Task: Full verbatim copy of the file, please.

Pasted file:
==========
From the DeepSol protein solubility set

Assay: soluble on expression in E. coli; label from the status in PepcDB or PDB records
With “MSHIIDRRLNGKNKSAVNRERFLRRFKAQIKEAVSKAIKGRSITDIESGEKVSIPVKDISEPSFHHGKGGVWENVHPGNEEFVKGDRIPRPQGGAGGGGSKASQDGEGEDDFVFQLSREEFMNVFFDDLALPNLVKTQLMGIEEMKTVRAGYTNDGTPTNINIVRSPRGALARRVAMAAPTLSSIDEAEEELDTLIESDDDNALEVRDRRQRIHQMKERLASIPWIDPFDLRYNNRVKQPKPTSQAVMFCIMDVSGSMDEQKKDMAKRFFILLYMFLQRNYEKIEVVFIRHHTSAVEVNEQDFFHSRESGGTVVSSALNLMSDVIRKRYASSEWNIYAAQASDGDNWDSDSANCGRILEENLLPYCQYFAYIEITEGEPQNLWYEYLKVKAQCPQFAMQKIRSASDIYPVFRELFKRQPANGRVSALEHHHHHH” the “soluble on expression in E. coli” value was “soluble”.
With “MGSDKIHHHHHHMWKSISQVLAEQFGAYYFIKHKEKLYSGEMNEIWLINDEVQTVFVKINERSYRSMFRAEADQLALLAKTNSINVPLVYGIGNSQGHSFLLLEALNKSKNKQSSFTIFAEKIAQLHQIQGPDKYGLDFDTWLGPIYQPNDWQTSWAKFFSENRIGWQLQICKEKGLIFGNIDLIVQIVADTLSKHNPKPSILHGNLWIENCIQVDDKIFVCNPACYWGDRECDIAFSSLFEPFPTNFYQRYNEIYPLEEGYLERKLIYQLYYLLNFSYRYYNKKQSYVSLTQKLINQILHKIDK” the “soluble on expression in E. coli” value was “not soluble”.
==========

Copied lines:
From the DeepSol protein solubility set

Assay: soluble on expression in E. coli; label from the status in PepcDB or PDB records
With “MSHIIDRRLNGKNKSAVNRERFLRRFKAQIKEAVSKAIKGRSITDIESGEKVSIPVKDISEPSFHHGKGGVWENVHPGNEEFVKGDRIPRPQGGAGGGGSKASQDGEGEDDFVFQLSREEFMNVFFDDLALPNLVKTQLMGIEEMKTVRAGYTNDGTPTNINIVRSPRGALARRVAMAAPTLSSIDEAEEELDTLIESDDDNALEVRDRRQRIHQMKERLASIPWIDPFDLRYNNRVKQPKPTSQAVMFCIMDVSGSMDEQKKDMAKRFFILLYMFLQRNYEKIEVVFIRHHTSAVEVNEQDFFHSRESGGTVVSSALNLMSDVIRKRYASSEWNIYAAQASDGDNWDSDSANCGRILEENLLPYCQYFAYIEITEGEPQNLWYEYLKVKAQCPQFAMQKIRSASDIYPVFRELFKRQPANGRVSALEHHHHHH” the “soluble on expression in E. coli” value was “soluble”.
With “MGSDKIHHHHHHMWKSISQVLAEQFGAYYFIKHKEKLYSGEMNEIWLINDEVQTVFVKINERSYRSMFRAEADQLALLAKTNSINVPLVYGIGNSQGHSFLLLEALNKSKNKQSSFTIFAEKIAQLHQIQGPDKYGLDFDTWLGPIYQPNDWQTSWAKFFSENRIGWQLQICKEKGLIFGNIDLIVQIVADTLSKHNPKPSILHGNLWIENCIQVDDKIFVCNPACYWGDRECDIAFSSLFEPFPTNFYQRYNEIYPLEEGYLERKLIYQLYYLLNFSYRYYNKKQSYVSLTQKLINQILHKIDK” the “soluble on expression in E. coli” value was “not soluble”.